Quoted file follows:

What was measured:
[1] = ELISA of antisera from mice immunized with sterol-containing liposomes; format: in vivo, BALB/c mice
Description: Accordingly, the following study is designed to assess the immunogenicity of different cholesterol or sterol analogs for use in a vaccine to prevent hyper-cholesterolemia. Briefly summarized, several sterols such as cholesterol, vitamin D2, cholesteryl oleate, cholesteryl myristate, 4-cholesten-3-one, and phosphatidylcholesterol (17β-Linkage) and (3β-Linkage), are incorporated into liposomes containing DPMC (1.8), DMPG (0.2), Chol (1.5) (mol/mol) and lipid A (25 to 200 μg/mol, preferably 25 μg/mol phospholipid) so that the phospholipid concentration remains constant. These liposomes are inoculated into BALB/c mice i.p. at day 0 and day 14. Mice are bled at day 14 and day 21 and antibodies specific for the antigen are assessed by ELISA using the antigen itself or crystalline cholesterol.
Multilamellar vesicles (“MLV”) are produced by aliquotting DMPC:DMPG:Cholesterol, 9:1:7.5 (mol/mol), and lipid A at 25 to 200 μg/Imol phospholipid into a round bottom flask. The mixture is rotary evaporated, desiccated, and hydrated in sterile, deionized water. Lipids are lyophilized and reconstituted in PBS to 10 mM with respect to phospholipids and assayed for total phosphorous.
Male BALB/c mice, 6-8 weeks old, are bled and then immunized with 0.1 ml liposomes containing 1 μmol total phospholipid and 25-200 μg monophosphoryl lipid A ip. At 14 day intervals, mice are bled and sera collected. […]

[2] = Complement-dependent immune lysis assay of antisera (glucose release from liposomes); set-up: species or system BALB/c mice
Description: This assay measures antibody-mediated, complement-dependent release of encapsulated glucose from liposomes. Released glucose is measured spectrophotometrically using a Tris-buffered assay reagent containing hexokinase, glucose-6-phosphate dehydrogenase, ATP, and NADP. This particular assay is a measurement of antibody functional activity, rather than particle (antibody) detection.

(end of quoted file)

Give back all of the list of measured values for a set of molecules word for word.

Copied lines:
What was measured:
[1] = ELISA of antisera from mice immunized with sterol-containing liposomes; format: in vivo, BALB/c mice
Description: Accordingly, the following study is designed to assess the immunogenicity of different cholesterol or sterol analogs for use in a vaccine to prevent hyper-cholesterolemia. Briefly summarized, several sterols such as cholesterol, vitamin D2, cholesteryl oleate, cholesteryl myristate, 4-cholesten-3-one, and phosphatidylcholesterol (17β-Linkage) and (3β-Linkage), are incorporated into liposomes containing DPMC (1.8), DMPG (0.2), Chol (1.5) (mol/mol) and lipid A (25 to 200 μg/mol, preferably 25 μg/mol phospholipid) so that the phospholipid concentration remains constant. These liposomes are inoculated into BALB/c mice i.p. at day 0 and day 14. Mice are bled at day 14 and day 21 and antibodies specific for the antigen are assessed by ELISA using the antigen itself or crystalline cholesterol.
Multilamellar vesicles (“MLV”) are produced by aliquotting DMPC:DMPG:Cholesterol, 9:1:7.5 (mol/mol), and lipid A at 25 to 200 μg/Imol phospholipid into a round bottom flask. The mixture is rotary evaporated, desiccated, and hydrated in sterile, deionized water. Lipids are lyophilized and reconstituted in PBS to 10 mM with respect to phospholipids and assayed for total phosphorous.
Male BALB/c mice, 6-8 weeks old, are bled and then immunized with 0.1 ml liposomes containing 1 μmol total phospholipid and 25-200 μg monophosphoryl lipid A ip. At 14 day intervals, mice are bled and sera collected. […]

[2] = Complement-dependent immune lysis assay of antisera (glucose release from liposomes); set-up: species or system BALB/c mice
Description: This assay measures antibody-mediated, complement-dependent release of encapsulated glucose from liposomes. Released glucose is measured spectrophotometrically using a Tris-buffered assay reagent containing hexokinase, glucose-6-phosphate dehydrogenase, ATP, and NADP. This particular assay is a measurement of antibody functional activity, rather than particle (antibody) detection.